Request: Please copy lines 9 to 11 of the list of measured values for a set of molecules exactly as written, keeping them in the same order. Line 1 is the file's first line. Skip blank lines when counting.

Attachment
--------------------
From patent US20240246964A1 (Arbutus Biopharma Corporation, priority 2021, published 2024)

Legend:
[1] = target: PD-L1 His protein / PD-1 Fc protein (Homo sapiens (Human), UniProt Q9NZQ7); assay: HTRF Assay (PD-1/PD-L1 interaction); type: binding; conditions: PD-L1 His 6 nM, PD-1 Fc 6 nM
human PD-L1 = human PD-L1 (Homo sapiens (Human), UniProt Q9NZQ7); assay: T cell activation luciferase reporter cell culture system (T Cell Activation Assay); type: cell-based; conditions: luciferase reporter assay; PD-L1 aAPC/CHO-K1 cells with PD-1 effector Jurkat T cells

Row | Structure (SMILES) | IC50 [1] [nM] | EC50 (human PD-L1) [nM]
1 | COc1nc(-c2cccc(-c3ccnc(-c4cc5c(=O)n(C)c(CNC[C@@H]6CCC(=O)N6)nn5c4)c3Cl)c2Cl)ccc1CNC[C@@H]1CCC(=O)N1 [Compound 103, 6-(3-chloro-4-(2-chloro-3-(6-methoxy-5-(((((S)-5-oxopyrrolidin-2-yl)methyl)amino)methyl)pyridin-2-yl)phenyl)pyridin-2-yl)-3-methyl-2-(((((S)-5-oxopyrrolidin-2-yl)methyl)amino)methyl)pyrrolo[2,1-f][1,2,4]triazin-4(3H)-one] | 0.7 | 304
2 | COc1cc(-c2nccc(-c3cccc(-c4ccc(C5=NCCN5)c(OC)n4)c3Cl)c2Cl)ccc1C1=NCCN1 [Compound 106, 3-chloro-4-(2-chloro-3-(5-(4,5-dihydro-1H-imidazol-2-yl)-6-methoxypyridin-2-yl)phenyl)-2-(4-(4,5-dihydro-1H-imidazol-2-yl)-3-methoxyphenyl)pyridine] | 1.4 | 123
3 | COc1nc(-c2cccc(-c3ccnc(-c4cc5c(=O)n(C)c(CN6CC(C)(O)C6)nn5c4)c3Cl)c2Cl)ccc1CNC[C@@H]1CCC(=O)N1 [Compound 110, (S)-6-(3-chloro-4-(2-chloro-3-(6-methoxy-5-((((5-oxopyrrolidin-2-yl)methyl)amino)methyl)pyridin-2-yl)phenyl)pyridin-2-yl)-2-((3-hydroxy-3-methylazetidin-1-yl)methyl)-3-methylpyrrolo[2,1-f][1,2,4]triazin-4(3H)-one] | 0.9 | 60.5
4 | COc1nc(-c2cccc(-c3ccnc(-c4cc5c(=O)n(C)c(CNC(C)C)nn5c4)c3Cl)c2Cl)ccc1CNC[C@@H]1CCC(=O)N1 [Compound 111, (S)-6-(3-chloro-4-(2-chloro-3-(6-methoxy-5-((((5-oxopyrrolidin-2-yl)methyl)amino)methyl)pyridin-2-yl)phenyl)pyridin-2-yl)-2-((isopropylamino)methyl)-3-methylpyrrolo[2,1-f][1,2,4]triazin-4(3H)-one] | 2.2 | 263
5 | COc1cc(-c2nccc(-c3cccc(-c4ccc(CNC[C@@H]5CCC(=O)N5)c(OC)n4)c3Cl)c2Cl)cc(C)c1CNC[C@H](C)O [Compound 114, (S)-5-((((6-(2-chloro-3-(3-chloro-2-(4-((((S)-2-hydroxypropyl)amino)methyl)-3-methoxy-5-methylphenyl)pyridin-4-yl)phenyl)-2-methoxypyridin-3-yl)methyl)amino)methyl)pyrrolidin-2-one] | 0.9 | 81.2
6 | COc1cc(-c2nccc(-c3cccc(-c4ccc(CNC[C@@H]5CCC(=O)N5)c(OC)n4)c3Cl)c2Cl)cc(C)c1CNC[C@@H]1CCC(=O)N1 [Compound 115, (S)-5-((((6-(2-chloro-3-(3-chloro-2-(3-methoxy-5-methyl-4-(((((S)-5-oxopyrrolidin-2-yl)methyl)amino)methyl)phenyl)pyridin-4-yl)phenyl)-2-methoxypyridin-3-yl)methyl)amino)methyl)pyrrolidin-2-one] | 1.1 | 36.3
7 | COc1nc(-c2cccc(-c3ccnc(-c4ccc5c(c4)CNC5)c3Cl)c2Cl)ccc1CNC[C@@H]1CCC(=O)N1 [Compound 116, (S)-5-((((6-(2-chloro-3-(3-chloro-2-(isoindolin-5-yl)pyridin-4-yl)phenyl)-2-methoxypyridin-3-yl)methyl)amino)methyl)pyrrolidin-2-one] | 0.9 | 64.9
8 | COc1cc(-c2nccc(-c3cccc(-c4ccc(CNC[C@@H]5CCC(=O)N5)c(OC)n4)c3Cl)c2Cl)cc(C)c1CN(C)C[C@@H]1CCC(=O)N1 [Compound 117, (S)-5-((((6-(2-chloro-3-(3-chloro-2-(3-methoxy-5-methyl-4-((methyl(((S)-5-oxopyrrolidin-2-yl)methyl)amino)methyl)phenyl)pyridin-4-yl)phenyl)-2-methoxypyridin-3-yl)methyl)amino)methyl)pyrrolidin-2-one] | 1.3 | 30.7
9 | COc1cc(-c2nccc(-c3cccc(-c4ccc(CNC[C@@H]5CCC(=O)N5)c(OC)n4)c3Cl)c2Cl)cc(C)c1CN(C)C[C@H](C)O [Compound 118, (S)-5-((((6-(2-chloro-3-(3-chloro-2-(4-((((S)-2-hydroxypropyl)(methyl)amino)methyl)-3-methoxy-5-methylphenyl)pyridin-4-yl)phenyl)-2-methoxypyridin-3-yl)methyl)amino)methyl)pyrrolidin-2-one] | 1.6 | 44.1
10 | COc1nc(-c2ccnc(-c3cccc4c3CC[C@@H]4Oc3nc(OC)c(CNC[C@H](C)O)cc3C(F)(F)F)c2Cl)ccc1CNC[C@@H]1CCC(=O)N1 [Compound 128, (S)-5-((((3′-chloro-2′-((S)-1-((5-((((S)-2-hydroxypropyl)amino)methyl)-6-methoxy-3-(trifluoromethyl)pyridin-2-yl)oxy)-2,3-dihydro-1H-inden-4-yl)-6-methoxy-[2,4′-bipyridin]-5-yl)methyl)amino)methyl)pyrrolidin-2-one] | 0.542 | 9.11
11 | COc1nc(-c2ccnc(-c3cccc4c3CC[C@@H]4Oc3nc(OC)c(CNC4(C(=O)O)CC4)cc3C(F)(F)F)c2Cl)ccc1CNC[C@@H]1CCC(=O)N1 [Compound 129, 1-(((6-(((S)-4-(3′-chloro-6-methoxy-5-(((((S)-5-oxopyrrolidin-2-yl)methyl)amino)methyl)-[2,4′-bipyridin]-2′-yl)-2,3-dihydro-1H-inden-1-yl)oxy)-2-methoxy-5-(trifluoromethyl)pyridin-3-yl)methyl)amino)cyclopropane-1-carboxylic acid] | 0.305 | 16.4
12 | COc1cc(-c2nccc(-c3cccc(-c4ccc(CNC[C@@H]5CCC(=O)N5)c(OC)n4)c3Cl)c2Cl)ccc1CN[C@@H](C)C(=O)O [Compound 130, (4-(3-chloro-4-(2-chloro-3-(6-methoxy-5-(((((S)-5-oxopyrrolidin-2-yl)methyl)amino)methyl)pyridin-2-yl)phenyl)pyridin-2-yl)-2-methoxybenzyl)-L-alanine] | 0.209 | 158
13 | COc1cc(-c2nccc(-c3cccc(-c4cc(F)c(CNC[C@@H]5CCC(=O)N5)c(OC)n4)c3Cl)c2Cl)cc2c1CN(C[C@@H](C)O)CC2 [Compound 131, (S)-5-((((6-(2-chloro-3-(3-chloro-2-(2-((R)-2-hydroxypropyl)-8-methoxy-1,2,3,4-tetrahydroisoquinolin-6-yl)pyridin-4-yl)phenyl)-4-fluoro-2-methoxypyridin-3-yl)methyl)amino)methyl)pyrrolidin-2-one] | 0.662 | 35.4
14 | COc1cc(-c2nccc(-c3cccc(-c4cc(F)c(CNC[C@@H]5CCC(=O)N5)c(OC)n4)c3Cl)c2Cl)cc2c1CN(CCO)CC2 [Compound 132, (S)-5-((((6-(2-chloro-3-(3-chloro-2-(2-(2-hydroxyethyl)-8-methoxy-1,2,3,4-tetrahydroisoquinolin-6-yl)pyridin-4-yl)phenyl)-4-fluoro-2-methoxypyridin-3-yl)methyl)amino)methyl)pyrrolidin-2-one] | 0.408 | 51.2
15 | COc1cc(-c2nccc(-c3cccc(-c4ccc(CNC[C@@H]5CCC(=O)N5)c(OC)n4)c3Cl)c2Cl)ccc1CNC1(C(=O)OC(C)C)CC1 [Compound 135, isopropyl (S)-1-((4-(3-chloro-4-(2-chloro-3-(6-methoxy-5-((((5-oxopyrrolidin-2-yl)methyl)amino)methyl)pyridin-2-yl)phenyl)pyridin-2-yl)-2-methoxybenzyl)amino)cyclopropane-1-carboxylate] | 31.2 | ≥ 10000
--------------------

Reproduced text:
4 | COc1nc(-c2cccc(-c3ccnc(-c4cc5c(=O)n(C)c(CNC(C)C)nn5c4)c3Cl)c2Cl)ccc1CNC[C@@H]1CCC(=O)N1 [Compound 111, (S)-6-(3-chloro-4-(2-chloro-3-(6-methoxy-5-((((5-oxopyrrolidin-2-yl)methyl)amino)methyl)pyridin-2-yl)phenyl)pyridin-2-yl)-2-((isopropylamino)methyl)-3-methylpyrrolo[2,1-f][1,2,4]triazin-4(3H)-one] | 2.2 | 263
5 | COc1cc(-c2nccc(-c3cccc(-c4ccc(CNC[C@@H]5CCC(=O)N5)c(OC)n4)c3Cl)c2Cl)cc(C)c1CNC[C@H](C)O [Compound 114, (S)-5-((((6-(2-chloro-3-(3-chloro-2-(4-((((S)-2-hydroxypropyl)amino)methyl)-3-methoxy-5-methylphenyl)pyridin-4-yl)phenyl)-2-methoxypyridin-3-yl)methyl)amino)methyl)pyrrolidin-2-one] | 0.9 | 81.2
6 | COc1cc(-c2nccc(-c3cccc(-c4ccc(CNC[C@@H]5CCC(=O)N5)c(OC)n4)c3Cl)c2Cl)cc(C)c1CNC[C@@H]1CCC(=O)N1 [Compound 115, (S)-5-((((6-(2-chloro-3-(3-chloro-2-(3-methoxy-5-methyl-4-(((((S)-5-oxopyrrolidin-2-yl)methyl)amino)methyl)phenyl)pyridin-4-yl)phenyl)-2-methoxypyridin-3-yl)methyl)amino)methyl)pyrrolidin-2-one] | 1.1 | 36.3